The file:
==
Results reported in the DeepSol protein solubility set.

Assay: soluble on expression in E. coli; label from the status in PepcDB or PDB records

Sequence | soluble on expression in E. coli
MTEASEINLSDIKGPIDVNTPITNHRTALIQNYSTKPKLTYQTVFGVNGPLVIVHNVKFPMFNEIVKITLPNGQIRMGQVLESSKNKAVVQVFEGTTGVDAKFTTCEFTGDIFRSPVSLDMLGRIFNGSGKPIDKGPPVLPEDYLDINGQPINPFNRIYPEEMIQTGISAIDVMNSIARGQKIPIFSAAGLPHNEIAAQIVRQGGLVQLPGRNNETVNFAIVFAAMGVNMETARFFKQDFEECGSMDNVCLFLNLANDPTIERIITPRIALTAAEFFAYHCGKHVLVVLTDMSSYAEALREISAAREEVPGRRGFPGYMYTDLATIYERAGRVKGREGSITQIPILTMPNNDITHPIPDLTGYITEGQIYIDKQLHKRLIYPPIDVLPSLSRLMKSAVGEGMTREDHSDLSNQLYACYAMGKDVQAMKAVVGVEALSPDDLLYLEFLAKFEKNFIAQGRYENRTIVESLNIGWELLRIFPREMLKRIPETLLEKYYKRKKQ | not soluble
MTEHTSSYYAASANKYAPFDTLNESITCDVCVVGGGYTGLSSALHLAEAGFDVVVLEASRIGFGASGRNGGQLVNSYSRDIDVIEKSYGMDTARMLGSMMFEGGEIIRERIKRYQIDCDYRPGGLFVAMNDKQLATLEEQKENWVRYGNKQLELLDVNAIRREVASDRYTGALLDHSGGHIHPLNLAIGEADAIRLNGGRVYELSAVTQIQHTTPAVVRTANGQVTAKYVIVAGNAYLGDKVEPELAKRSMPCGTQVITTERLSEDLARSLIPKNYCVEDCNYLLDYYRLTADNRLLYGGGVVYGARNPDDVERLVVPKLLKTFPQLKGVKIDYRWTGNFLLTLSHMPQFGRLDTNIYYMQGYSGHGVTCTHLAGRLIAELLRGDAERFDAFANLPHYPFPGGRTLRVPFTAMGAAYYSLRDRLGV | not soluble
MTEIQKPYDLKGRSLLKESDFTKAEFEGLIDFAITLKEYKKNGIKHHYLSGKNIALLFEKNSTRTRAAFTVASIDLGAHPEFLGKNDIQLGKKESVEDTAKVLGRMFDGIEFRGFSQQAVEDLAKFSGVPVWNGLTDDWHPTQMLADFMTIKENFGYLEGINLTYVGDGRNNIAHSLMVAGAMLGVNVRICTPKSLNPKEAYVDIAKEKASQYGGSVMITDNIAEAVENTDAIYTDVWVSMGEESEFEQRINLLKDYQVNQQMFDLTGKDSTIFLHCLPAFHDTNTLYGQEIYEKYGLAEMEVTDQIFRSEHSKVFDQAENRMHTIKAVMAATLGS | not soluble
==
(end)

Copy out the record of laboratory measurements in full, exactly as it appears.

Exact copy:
Results reported in the DeepSol protein solubility set.

Assay: soluble on expression in E. coli; label from the status in PepcDB or PDB records

Sequence | soluble on expression in E. coli
MTEASEINLSDIKGPIDVNTPITNHRTALIQNYSTKPKLTYQTVFGVNGPLVIVHNVKFPMFNEIVKITLPNGQIRMGQVLESSKNKAVVQVFEGTTGVDAKFTTCEFTGDIFRSPVSLDMLGRIFNGSGKPIDKGPPVLPEDYLDINGQPINPFNRIYPEEMIQTGISAIDVMNSIARGQKIPIFSAAGLPHNEIAAQIVRQGGLVQLPGRNNETVNFAIVFAAMGVNMETARFFKQDFEECGSMDNVCLFLNLANDPTIERIITPRIALTAAEFFAYHCGKHVLVVLTDMSSYAEALREISAAREEVPGRRGFPGYMYTDLATIYERAGRVKGREGSITQIPILTMPNNDITHPIPDLTGYITEGQIYIDKQLHKRLIYPPIDVLPSLSRLMKSAVGEGMTREDHSDLSNQLYACYAMGKDVQAMKAVVGVEALSPDDLLYLEFLAKFEKNFIAQGRYENRTIVESLNIGWELLRIFPREMLKRIPETLLEKYYKRKKQ | not soluble
MTEHTSSYYAASANKYAPFDTLNESITCDVCVVGGGYTGLSSALHLAEAGFDVVVLEASRIGFGASGRNGGQLVNSYSRDIDVIEKSYGMDTARMLGSMMFEGGEIIRERIKRYQIDCDYRPGGLFVAMNDKQLATLEEQKENWVRYGNKQLELLDVNAIRREVASDRYTGALLDHSGGHIHPLNLAIGEADAIRLNGGRVYELSAVTQIQHTTPAVVRTANGQVTAKYVIVAGNAYLGDKVEPELAKRSMPCGTQVITTERLSEDLARSLIPKNYCVEDCNYLLDYYRLTADNRLLYGGGVVYGARNPDDVERLVVPKLLKTFPQLKGVKIDYRWTGNFLLTLSHMPQFGRLDTNIYYMQGYSGHGVTCTHLAGRLIAELLRGDAERFDAFANLPHYPFPGGRTLRVPFTAMGAAYYSLRDRLGV | not soluble
MTEIQKPYDLKGRSLLKESDFTKAEFEGLIDFAITLKEYKKNGIKHHYLSGKNIALLFEKNSTRTRAAFTVASIDLGAHPEFLGKNDIQLGKKESVEDTAKVLGRMFDGIEFRGFSQQAVEDLAKFSGVPVWNGLTDDWHPTQMLADFMTIKENFGYLEGINLTYVGDGRNNIAHSLMVAGAMLGVNVRICTPKSLNPKEAYVDIAKEKASQYGGSVMITDNIAEAVENTDAIYTDVWVSMGEESEFEQRINLLKDYQVNQQMFDLTGKDSTIFLHCLPAFHDTNTLYGQEIYEKYGLAEMEVTDQIFRSEHSKVFDQAENRMHTIKAVMAATLGS | not soluble